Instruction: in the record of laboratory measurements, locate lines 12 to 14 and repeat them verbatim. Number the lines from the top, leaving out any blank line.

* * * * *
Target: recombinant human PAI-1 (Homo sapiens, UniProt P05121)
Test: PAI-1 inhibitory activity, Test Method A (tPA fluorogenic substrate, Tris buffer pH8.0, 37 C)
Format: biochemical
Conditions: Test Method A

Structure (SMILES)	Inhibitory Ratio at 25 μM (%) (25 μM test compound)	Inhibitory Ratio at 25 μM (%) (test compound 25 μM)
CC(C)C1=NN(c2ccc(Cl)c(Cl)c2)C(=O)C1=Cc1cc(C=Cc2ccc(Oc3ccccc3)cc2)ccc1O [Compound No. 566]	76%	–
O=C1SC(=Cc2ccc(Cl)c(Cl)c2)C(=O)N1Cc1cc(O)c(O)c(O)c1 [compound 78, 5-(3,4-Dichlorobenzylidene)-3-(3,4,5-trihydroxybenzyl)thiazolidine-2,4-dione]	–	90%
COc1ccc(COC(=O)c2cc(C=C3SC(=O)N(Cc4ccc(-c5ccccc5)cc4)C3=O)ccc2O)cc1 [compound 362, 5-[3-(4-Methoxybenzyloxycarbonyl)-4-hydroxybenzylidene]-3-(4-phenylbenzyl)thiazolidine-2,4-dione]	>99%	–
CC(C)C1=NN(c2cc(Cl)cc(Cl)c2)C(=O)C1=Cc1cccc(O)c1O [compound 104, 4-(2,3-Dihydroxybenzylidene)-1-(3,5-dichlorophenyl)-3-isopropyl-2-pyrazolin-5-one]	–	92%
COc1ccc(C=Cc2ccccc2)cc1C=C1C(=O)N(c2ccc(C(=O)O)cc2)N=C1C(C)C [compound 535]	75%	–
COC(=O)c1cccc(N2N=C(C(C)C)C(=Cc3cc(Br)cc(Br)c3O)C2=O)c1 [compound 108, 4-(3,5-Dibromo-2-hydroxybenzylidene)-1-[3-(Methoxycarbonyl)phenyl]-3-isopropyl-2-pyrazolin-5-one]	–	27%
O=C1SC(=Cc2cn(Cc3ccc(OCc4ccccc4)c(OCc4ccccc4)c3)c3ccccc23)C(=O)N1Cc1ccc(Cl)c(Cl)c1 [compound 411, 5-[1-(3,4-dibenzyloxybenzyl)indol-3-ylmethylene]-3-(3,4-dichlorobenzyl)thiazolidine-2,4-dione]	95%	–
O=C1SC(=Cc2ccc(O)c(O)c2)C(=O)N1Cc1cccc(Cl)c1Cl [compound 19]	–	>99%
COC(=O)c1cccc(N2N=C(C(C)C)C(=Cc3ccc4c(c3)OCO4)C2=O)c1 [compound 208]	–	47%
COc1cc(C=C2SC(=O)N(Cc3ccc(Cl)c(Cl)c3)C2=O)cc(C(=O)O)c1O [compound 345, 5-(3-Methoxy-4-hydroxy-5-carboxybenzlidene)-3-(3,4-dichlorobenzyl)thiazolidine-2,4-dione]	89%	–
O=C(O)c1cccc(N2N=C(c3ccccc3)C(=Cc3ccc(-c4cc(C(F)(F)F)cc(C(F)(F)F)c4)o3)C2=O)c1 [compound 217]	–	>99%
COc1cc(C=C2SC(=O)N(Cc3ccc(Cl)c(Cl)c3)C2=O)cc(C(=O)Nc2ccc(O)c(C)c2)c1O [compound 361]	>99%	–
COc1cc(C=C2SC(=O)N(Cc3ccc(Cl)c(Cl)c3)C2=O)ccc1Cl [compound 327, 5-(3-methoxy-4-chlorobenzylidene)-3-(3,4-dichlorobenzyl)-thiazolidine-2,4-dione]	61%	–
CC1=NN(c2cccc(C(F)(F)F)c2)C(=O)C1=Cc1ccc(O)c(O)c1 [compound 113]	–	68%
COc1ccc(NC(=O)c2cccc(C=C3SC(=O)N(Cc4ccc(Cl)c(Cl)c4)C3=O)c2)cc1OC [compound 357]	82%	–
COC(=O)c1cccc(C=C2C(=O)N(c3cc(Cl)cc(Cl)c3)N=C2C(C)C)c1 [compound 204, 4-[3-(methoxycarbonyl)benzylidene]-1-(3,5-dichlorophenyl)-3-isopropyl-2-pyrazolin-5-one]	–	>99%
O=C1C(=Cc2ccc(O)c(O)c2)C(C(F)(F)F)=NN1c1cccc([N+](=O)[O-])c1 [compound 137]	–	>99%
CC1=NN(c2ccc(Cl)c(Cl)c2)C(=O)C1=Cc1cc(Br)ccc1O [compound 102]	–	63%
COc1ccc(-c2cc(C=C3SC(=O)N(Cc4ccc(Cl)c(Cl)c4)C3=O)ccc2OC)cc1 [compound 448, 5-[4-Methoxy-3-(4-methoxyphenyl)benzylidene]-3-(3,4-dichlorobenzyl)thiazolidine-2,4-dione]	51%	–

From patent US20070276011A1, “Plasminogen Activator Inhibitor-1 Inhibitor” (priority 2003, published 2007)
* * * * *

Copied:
O=C1SC(=Cc2cn(Cc3ccc(OCc4ccccc4)c(OCc4ccccc4)c3)c3ccccc23)C(=O)N1Cc1ccc(Cl)c(Cl)c1 [compound 411, 5-[1-(3,4-dibenzyloxybenzyl)indol-3-ylmethylene]-3-(3,4-dichlorobenzyl)thiazolidine-2,4-dione]	95%	–
O=C1SC(=Cc2ccc(O)c(O)c2)C(=O)N1Cc1cccc(Cl)c1Cl [compound 19]	–	>99%
COC(=O)c1cccc(N2N=C(C(C)C)C(=Cc3ccc4c(c3)OCO4)C2=O)c1 [compound 208]	–	47%